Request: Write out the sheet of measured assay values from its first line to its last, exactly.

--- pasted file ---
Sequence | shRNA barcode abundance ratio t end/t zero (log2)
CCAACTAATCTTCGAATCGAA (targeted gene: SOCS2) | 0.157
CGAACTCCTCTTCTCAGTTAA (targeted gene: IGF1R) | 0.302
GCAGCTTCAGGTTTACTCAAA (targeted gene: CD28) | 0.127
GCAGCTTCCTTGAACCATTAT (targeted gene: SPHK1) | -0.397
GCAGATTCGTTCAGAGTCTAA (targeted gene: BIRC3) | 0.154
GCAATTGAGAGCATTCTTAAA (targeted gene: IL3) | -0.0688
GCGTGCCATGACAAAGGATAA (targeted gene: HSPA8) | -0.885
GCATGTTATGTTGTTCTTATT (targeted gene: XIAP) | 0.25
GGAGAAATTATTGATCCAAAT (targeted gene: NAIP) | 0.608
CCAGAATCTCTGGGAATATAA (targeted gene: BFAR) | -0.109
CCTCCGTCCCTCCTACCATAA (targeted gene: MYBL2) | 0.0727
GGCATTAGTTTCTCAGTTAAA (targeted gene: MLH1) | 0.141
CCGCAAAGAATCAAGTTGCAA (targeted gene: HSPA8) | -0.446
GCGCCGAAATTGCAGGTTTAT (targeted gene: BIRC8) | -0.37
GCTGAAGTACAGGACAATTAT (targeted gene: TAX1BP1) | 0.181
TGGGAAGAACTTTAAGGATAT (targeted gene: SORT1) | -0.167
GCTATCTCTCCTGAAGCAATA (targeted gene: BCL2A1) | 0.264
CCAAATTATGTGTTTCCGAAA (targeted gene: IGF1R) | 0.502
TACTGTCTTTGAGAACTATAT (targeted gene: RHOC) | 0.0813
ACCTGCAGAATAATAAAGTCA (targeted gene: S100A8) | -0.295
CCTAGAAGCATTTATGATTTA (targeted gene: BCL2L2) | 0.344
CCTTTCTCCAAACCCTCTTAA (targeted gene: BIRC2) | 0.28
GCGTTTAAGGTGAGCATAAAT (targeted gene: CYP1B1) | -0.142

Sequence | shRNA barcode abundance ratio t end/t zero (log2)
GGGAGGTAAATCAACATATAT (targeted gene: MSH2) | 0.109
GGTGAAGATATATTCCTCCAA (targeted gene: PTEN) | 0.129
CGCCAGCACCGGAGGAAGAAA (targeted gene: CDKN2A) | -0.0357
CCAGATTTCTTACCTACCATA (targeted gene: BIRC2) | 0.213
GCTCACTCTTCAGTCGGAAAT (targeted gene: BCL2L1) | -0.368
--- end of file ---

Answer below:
Sequence | shRNA barcode abundance ratio t end/t zero (log2)
CCAACTAATCTTCGAATCGAA (targeted gene: SOCS2) | 0.157
CGAACTCCTCTTCTCAGTTAA (targeted gene: IGF1R) | 0.302
GCAGCTTCAGGTTTACTCAAA (targeted gene: CD28) | 0.127
GCAGCTTCCTTGAACCATTAT (targeted gene: SPHK1) | -0.397
GCAGATTCGTTCAGAGTCTAA (targeted gene: BIRC3) | 0.154
GCAATTGAGAGCATTCTTAAA (targeted gene: IL3) | -0.0688
GCGTGCCATGACAAAGGATAA (targeted gene: HSPA8) | -0.885
GCATGTTATGTTGTTCTTATT (targeted gene: XIAP) | 0.25
GGAGAAATTATTGATCCAAAT (targeted gene: NAIP) | 0.608
CCAGAATCTCTGGGAATATAA (targeted gene: BFAR) | -0.109
CCTCCGTCCCTCCTACCATAA (targeted gene: MYBL2) | 0.0727
GGCATTAGTTTCTCAGTTAAA (targeted gene: MLH1) | 0.141
CCGCAAAGAATCAAGTTGCAA (targeted gene: HSPA8) | -0.446
GCGCCGAAATTGCAGGTTTAT (targeted gene: BIRC8) | -0.37
GCTGAAGTACAGGACAATTAT (targeted gene: TAX1BP1) | 0.181
TGGGAAGAACTTTAAGGATAT (targeted gene: SORT1) | -0.167
GCTATCTCTCCTGAAGCAATA (targeted gene: BCL2A1) | 0.264
CCAAATTATGTGTTTCCGAAA (targeted gene: IGF1R) | 0.502
TACTGTCTTTGAGAACTATAT (targeted gene: RHOC) | 0.0813
ACCTGCAGAATAATAAAGTCA (targeted gene: S100A8) | -0.295
CCTAGAAGCATTTATGATTTA (targeted gene: BCL2L2) | 0.344
CCTTTCTCCAAACCCTCTTAA (targeted gene: BIRC2) | 0.28
GCGTTTAAGGTGAGCATAAAT (targeted gene: CYP1B1) | -0.142

Sequence | shRNA barcode abundance ratio t end/t zero (log2)
GGGAGGTAAATCAACATATAT (targeted gene: MSH2) | 0.109
GGTGAAGATATATTCCTCCAA (targeted gene: PTEN) | 0.129
CGCCAGCACCGGAGGAAGAAA (targeted gene: CDKN2A) | -0.0357
CCAGATTTCTTACCTACCATA (targeted gene: BIRC2) | 0.213
GCTCACTCTTCAGTCGGAAAT (targeted gene: BCL2L1) | -0.368